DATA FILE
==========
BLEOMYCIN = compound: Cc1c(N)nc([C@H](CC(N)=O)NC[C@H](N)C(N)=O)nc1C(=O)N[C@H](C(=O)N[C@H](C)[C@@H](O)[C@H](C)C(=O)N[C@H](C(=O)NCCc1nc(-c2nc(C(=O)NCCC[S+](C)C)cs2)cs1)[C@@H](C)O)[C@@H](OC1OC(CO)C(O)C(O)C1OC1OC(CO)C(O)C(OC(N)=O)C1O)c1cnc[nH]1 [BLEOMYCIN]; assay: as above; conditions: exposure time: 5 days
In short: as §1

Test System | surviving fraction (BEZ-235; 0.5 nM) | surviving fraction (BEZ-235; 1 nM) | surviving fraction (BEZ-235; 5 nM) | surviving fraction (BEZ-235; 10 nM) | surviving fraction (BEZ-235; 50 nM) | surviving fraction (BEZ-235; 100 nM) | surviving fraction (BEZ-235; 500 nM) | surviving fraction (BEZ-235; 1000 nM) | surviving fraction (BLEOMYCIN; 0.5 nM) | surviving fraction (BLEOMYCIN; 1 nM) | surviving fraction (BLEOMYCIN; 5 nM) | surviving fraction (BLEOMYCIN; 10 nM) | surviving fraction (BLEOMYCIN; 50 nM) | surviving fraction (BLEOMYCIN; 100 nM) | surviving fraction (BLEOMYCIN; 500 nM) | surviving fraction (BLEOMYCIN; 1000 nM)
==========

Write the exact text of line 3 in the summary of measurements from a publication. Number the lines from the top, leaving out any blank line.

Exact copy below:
Test System | surviving fraction (BEZ-235; 0.5 nM) | surviving fraction (BEZ-235; 1 nM) | surviving fraction (BEZ-235; 5 nM) | surviving fraction (BEZ-235; 10 nM) | surviving fraction (BEZ-235; 50 nM) | surviving fraction (BEZ-235; 100 nM) | surviving fraction (BEZ-235; 500 nM) | surviving fraction (BEZ-235; 1000 nM) | surviving fraction (BLEOMYCIN; 0.5 nM) | surviving fraction (BLEOMYCIN; 1 nM) | surviving fraction (BLEOMYCIN; 5 nM) | surviving fraction (BLEOMYCIN; 10 nM) | surviving fraction (BLEOMYCIN; 50 nM) | surviving fraction (BLEOMYCIN; 100 nM) | surviving fraction (BLEOMYCIN; 500 nM) | surviving fraction (BLEOMYCIN; 1000 nM)